Some of the NGOs who have implemented projects with foreign funds are actually viable and committed organizations whose objectives are to bring assistance to the people of North-west Somalia. It is important not to denigrate the significance of their contribution to the rehabilitation and development process. Most local NGOs, however, consist of no more than one or two individuals who have given themselves a name, hung a sign in front of an empty office, and see humanitarian and development assistance as an opportunity to get rich quickly. They lack the technical and professional expertise to carry out complicated construction or vocational training projects (two of the most common subcontracts given to local NGOs). Furthermore, most are affiliated to a particular clan, and their receipt of contracts is often viewed with resentment by the public.
In 1992 (the first year such records were kept) the total number of NGOs registered was only 40. As of October 1998, this figure had grown to 493. According to the Ministry of National Planning and Coordination, as of May 2000, that number had risen further to 553. The existence of so many NGOs in operation in a country as small, and with as limited a development budget as North-West Somalia, suggests a kind of anarchic situation.
The fact that so many people are vying for foreign aid resources, either through their own local NGO or through employment by the international aid community (as UN agency or international NGO project or office staff but also as landlords, suppliers of goods, and service providers), rather than from sustainable private enterprise suggests that North-West Somalia may gradually become overly dependent on foreign aid as a source of personal income. Many skilled Somalis have opted to work for local and international NGOs at higher salary levels rather than for the administration, which lacks the resources to pay competitive wages.
Furthermore, some previously viable private companies in North-West Somalia have suffered significant losses to their business as international agencies often award contracts only to NGOs.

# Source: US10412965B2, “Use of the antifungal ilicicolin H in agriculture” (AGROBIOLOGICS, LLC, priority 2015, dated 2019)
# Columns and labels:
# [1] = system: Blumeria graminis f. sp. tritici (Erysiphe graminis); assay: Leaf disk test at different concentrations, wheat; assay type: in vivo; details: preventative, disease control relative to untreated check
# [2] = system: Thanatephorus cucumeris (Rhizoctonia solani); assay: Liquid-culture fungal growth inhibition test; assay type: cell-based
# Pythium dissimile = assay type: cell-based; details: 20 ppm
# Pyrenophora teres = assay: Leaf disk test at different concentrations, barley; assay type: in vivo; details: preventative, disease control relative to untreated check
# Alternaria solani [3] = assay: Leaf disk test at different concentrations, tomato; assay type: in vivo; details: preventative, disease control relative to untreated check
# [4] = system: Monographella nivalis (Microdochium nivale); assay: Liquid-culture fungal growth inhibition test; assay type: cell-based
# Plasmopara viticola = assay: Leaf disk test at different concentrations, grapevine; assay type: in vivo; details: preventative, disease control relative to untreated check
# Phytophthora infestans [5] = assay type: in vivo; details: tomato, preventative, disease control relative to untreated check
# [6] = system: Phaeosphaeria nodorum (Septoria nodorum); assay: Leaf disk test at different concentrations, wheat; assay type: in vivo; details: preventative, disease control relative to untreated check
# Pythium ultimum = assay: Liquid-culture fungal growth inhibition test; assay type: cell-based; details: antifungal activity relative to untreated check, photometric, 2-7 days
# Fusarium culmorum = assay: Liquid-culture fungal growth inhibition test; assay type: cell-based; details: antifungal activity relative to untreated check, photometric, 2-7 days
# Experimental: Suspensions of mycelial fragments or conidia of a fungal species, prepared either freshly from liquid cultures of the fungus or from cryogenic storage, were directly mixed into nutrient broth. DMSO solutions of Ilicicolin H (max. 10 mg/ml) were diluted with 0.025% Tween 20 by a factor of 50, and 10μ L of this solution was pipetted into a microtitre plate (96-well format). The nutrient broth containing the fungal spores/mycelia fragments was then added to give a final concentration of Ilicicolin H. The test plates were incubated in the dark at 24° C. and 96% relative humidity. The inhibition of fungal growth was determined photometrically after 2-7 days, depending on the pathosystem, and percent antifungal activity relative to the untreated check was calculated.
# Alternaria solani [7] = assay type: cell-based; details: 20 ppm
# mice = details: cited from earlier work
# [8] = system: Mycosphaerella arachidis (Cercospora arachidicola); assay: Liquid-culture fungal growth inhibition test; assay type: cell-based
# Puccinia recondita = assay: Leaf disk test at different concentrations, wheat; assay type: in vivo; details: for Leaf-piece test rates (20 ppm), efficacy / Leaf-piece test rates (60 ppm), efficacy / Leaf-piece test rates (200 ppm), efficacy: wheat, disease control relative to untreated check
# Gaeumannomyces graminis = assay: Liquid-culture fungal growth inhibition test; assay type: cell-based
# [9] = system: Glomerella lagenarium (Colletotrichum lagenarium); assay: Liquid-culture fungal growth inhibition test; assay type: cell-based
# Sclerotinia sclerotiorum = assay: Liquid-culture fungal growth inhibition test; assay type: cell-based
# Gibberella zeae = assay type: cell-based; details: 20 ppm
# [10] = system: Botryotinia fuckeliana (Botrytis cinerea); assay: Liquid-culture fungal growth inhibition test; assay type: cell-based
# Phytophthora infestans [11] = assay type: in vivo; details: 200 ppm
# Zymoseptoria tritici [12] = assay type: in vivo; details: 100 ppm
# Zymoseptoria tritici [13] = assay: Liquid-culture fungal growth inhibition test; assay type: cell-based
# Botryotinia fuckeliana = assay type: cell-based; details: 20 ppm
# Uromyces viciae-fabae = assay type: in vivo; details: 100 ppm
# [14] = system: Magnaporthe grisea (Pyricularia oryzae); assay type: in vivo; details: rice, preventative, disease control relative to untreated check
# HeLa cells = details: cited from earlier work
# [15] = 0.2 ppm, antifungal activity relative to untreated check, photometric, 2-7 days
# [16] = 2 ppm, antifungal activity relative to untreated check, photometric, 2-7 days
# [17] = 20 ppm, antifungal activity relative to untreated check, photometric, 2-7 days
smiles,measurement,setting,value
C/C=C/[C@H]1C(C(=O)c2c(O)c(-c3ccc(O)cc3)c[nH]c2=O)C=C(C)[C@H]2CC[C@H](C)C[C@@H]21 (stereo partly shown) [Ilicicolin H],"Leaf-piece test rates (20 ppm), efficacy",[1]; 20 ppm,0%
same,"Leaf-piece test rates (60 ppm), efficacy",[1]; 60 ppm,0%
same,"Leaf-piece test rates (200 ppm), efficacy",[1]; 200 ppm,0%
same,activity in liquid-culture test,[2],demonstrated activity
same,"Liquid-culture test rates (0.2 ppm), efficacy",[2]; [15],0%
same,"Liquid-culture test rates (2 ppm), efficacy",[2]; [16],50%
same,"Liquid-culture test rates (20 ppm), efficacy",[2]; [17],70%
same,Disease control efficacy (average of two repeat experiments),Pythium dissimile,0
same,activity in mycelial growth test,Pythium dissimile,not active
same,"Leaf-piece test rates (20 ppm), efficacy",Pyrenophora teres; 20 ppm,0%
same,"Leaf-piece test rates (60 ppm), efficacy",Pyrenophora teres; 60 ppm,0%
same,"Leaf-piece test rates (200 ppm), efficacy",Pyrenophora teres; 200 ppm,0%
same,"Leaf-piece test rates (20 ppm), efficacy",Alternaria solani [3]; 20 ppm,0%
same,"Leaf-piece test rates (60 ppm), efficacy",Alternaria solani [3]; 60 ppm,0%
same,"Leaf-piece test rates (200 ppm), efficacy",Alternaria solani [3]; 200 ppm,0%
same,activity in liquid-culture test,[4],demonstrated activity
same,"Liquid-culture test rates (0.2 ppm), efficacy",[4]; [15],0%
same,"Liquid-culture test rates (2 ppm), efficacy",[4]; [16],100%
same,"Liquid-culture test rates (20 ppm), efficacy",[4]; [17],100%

Furthermore, the legitimate NGOs have found that working with international funding agencies may put them in a no-win situation. They depend on these contracts to carry out their activities and support their staff, but often the contracts being tendered by the international agencies may be at odds with local rehabilitation and development priorities, and may alienate them from their constituents. International agencies have not always considered local concerns and preferences (which may be conflicting) in their project formulation; this has led to intensified rivalries over access to resources and has limited the sustainability of many projects.
Responsible collaboration of legitimate local NGOs can be important in building the capacity of people, particularly women, in a society where government capacities are weak. However, international organizations must take care to ensure that mechanisms are in place to ensure quality and sustainability of the projects implemented by local NGOs, and should, wherever possible, also promote the capacities of local governing structures. Without this essential support, rehabilitation and development efforts will never be maximized.
Laura Hammond was seconded by the United Nations Development Programme (UNDP) during 1998 to work with the Ministry of National Planning and Coordination in North-West Somalia.
The author would like to thank the Somaliland Centre for Peace and Development for their assistance with this article.
by Laura Hammond